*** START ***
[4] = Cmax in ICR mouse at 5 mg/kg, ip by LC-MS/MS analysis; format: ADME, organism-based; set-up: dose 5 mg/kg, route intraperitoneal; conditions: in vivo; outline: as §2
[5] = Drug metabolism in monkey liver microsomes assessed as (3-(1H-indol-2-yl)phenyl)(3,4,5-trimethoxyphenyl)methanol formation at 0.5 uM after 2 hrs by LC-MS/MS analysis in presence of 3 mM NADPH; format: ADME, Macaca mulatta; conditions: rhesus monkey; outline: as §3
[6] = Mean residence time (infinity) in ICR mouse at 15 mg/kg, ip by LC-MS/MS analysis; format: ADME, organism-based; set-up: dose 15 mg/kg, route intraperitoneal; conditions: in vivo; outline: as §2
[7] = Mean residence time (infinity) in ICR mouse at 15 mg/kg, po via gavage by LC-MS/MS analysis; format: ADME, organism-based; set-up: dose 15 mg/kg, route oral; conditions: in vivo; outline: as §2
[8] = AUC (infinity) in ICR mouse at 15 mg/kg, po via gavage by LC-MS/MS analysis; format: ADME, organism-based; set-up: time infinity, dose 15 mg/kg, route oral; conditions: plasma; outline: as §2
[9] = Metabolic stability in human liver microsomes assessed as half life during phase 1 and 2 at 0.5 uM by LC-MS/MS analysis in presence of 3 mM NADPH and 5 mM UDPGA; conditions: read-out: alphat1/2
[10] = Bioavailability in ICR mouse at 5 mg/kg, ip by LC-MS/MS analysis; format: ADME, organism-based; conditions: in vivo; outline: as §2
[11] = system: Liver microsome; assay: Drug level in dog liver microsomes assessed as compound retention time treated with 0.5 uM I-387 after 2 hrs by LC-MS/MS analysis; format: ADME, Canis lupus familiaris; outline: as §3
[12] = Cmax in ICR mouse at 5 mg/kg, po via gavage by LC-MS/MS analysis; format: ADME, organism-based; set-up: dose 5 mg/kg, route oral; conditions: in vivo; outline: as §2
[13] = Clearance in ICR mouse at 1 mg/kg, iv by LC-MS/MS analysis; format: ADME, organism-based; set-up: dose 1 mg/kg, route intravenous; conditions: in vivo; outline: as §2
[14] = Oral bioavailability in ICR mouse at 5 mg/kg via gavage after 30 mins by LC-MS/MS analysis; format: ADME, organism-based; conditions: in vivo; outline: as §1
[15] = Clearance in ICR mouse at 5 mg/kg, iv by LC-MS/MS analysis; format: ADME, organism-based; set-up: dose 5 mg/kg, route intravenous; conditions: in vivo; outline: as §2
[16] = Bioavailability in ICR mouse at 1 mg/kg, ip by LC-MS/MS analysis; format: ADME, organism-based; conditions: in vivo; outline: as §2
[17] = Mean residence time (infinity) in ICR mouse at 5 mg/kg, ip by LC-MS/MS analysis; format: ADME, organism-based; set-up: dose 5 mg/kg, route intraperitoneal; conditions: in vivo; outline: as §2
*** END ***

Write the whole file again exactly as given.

[4] = Cmax in ICR mouse at 5 mg/kg, ip by LC-MS/MS analysis; format: ADME, organism-based; set-up: dose 5 mg/kg, route intraperitoneal; conditions: in vivo; outline: as §2
[5] = Drug metabolism in monkey liver microsomes assessed as (3-(1H-indol-2-yl)phenyl)(3,4,5-trimethoxyphenyl)methanol formation at 0.5 uM after 2 hrs by LC-MS/MS analysis in presence of 3 mM NADPH; format: ADME, Macaca mulatta; conditions: rhesus monkey; outline: as §3
[6] = Mean residence time (infinity) in ICR mouse at 15 mg/kg, ip by LC-MS/MS analysis; format: ADME, organism-based; set-up: dose 15 mg/kg, route intraperitoneal; conditions: in vivo; outline: as §2
[7] = Mean residence time (infinity) in ICR mouse at 15 mg/kg, po via gavage by LC-MS/MS analysis; format: ADME, organism-based; set-up: dose 15 mg/kg, route oral; conditions: in vivo; outline: as §2
[8] = AUC (infinity) in ICR mouse at 15 mg/kg, po via gavage by LC-MS/MS analysis; format: ADME, organism-based; set-up: time infinity, dose 15 mg/kg, route oral; conditions: plasma; outline: as §2
[9] = Metabolic stability in human liver microsomes assessed as half life during phase 1 and 2 at 0.5 uM by LC-MS/MS analysis in presence of 3 mM NADPH and 5 mM UDPGA; conditions: read-out: alphat1/2
[10] = Bioavailability in ICR mouse at 5 mg/kg, ip by LC-MS/MS analysis; format: ADME, organism-based; conditions: in vivo; outline: as §2
[11] = system: Liver microsome; assay: Drug level in dog liver microsomes assessed as compound retention time treated with 0.5 uM I-387 after 2 hrs by LC-MS/MS analysis; format: ADME, Canis lupus familiaris; outline: as §3
[12] = Cmax in ICR mouse at 5 mg/kg, po via gavage by LC-MS/MS analysis; format: ADME, organism-based; set-up: dose 5 mg/kg, route oral; conditions: in vivo; outline: as §2
[13] = Clearance in ICR mouse at 1 mg/kg, iv by LC-MS/MS analysis; format: ADME, organism-based; set-up: dose 1 mg/kg, route intravenous; conditions: in vivo; outline: as §2
[14] = Oral bioavailability in ICR mouse at 5 mg/kg via gavage after 30 mins by LC-MS/MS analysis; format: ADME, organism-based; conditions: in vivo; outline: as §1
[15] = Clearance in ICR mouse at 5 mg/kg, iv by LC-MS/MS analysis; format: ADME, organism-based; set-up: dose 5 mg/kg, route intravenous; conditions: in vivo; outline: as §2
[16] = Bioavailability in ICR mouse at 1 mg/kg, ip by LC-MS/MS analysis; format: ADME, organism-based; conditions: in vivo; outline: as §2
[17] = Mean residence time (infinity) in ICR mouse at 5 mg/kg, ip by LC-MS/MS analysis; format: ADME, organism-based; set-up: dose 5 mg/kg, route intraperitoneal; conditions: in vivo; outline: as §2